Monday, June 27, 2005
Don'tcha Just Love America?
Only in America can we have a little "weak-ass" blog like this that only "three or so" people read but by golly it sure seems to have struck a chord with at least one other person out there enough to get the trash talkin' going. If this blog is not a big deal why take the time to read it and respond to it? And then respond with threats and not to the specific issues? Just curious.
Mr. Smith has been a credit to the discussion as an example of a person (self-described friend of the mayor) who does not always agree with the postings but usually gives a reasoned response, whether you agree or not. Perhaps the DOIs could emulate him. If the mayor and council's actions are defendable please do so with a well-reasoned and thoughtful response. Responding with threats and bonehead comments is not helping the mayor and council because if that is the best their supporters have than we are all in trouble.
We are a pluralistic democracy that is supposed to have checks and balances. When one group begins to get too powerful there must be an opposition group to check them. That's America not Communist China, by the way.
If you remember any of your American history than you would know this country was formed after the citizenry got tired of the king's decrees and his blowing off of the citizenry and their concerns. Of course, he was the king and he could do that.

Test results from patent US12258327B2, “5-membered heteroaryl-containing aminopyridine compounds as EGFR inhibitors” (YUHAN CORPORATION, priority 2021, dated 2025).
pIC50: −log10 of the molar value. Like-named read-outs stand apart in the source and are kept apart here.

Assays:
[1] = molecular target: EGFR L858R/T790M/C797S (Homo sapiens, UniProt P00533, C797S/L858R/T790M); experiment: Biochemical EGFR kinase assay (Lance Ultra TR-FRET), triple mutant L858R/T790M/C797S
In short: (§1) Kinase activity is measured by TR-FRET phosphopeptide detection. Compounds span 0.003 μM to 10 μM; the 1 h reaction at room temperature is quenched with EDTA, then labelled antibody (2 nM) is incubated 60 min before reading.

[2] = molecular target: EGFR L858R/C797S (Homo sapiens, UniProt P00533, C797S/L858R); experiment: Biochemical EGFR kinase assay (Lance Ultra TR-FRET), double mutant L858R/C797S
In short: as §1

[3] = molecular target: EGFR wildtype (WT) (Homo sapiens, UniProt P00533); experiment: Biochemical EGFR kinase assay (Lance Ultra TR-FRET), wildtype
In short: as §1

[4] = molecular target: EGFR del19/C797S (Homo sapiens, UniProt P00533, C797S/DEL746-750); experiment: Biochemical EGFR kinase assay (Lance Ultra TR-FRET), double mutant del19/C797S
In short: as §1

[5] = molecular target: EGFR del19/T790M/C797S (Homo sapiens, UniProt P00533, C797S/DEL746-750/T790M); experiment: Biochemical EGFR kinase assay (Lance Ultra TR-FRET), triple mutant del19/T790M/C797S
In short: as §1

But that is why we formed our country with a representative government. And that is the beauty of an elected government - when you have elected officials who are no longer responsive to the concerns and the needs of the people they are supposed to represent then you replace them. When you have elected officials who begin to think they are not accountable to anyone, least of all the taxpayers, or if you have elected officials who are more concerned about voting on the "winning side" or are more concerned with promoting their own personal agenda than what may be the best for the whole community then you can replace them and try again.
Well, listen, to the three people who read this, have a nice Independence Day holiday weekend!
And to the other guy who reads this blog against his better judgment - I don't agree with a single thing you write but I'll defend your right to write it - I can only hope that you could say the same. Oh, and one other thing, if you're looking for union support I wouldn't exactly brag about shopping at Wal-Mart.
God Bless the USA!
Some questions for after the holiday:
Apparently the City of Monroe did not make the cut for the Cool Cities grant program announced today by Gov. Granholm. So how exactly is the renovation and plans for the newly acquired United Furniture building going to get paid for? Are congratulations in order for the taxpayers of Monroe since we apparently are the proud owners of a number of buildings in the city?